The New York Botanical Garden’s state-of-the-art gardening educational facility is in full bloom!
A ribbon-cutting ceremony on Thursday, June 14 marked the grand opening of NYBG’s $28 million Edible Academy residing on a sprawling three-acre campus.
To commemorate the momentous occasion, Mayor de Blasio, NYBG chairwoman Maureen Chilton and president Gregory Long, Councilman Jimmy Van Bramer, NYC Department of Cultural Affairs Commissioner Tom Finkelpearl and local students participated in the Edible Academy’s ceremonial ‘first harvest.’
Designed by New York architecture and design firm Cooper Robertson, the facility was conceived in 2012 to address childhood obesity and educate NYC students and their families on healthy eating habits.
Its iconic landscape was designed by Mathews Nielsen Landscape Architects.
Sprouting from the Ruth Rea Howell Family Garden, the campus incorporates two ‘smart’ classrooms, display gardens, the Solomon Family Apiary, a teaching greenhouse, the 350-seat terraced lawn Burke Amphitheater, a green roof, Green Zone, composting toilets, a covered Butterfly Tram Stop, an open-air solar pavilion, geothermal wells, Wamsler Phillips Plant Nursery, Royce Family Meadow Garden, Gossett Overlook Pavilion, service yard, event lawn, demonstration kitchen, technology lab and the Barnsely Beds.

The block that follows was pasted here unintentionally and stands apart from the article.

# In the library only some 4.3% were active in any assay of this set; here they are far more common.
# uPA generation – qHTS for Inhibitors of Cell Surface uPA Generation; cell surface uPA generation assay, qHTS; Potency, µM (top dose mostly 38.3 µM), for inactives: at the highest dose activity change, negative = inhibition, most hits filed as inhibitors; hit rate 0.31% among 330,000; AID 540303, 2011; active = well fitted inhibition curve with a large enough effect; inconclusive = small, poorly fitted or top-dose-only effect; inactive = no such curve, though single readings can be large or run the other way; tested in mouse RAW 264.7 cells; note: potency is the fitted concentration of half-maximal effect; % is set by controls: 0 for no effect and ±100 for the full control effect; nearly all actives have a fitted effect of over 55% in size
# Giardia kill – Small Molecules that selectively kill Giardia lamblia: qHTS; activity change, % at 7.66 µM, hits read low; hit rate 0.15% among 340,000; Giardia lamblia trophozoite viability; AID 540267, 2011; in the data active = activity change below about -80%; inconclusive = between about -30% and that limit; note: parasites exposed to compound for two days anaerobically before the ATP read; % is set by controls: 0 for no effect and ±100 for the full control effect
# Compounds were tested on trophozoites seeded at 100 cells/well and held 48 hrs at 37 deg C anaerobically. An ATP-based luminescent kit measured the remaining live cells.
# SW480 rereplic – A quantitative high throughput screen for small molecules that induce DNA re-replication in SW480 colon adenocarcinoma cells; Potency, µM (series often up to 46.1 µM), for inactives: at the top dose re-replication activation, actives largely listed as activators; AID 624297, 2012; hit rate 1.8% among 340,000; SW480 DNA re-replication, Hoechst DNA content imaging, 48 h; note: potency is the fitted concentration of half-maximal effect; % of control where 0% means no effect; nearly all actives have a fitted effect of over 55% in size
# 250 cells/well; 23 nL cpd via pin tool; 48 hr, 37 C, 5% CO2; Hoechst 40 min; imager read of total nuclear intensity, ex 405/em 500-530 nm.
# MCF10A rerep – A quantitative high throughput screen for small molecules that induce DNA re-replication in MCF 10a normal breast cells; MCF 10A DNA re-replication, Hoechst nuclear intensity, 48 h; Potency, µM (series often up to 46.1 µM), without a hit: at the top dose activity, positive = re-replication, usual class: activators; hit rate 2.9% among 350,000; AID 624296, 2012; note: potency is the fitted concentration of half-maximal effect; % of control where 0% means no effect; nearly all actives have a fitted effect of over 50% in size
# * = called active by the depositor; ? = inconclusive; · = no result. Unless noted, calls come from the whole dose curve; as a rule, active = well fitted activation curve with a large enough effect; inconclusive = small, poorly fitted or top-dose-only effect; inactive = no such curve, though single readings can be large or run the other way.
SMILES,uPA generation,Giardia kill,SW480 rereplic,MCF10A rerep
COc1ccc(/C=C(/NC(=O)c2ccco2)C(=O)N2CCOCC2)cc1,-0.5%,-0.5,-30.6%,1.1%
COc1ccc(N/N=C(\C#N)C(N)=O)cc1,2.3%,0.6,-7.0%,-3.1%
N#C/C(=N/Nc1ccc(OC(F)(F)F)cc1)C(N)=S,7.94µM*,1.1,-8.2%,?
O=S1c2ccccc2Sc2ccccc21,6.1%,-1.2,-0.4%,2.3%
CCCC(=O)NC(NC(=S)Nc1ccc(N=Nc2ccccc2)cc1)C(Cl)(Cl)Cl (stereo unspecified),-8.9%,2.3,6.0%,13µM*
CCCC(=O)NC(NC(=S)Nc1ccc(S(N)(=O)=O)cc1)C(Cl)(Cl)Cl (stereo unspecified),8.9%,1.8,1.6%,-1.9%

The LEED-certified 5,3000 square foot complex features two high-tech classrooms that can accommodate between 25 to 30 adults or 32 children with adult chaperones each
The year-round indoor-outdoor facility provides education, hands-on activities and interactive programs for over 100,000 children, families, teachers and visitors on professionally growing and preparing vegetables, fruits and herbs in a vibrant garden setting.
A half dozen committed staff members and over 100 volunteers are helping to make the Edible Academy a ‘blooming’ success!
The Edible Academy has doubled the number of people served annually by NYBG’s edible gardening educational programs from 50,000 to 100,000.
James Boyer, NYBG vice president for Children’s Education, explained that the Edible Academy helps better people’s understanding of nutritional education.
“By growing their own vegetables such as radishes or carrots, it can help give our children and families a brand new vision and love for vegetables and their nutrition,” he expressed.
The Edible Academy’s interactive gardening activities encourage children to dig in the soil, sow seeds, water seedlings and harvest ripe produce through Dig! Plant! Grow! programs.
Over 15,000 seedlings have been planted for 500 varieties of plants throughout the season.
The Edible Academy offers Drop In Exploration; Children’s Gardening Program; Summer Art, Sustainability and Culinary Camps.
Each season provides new themes to investigate via hands-on activities, take-home projects and Fresh from the Garden Tastings’ weekly cooking demonstrations.
According to Boyer, NYBG will establish its first-ever Edible Academy Teen Internship program in 2019 emphasizing nutrition, workforce skills, gardening skills and working alongside Edible Academy professionals.
An Educational Internship also planned for 2019 will have teens working together with the Edible Academy’s Culinary Camp workers.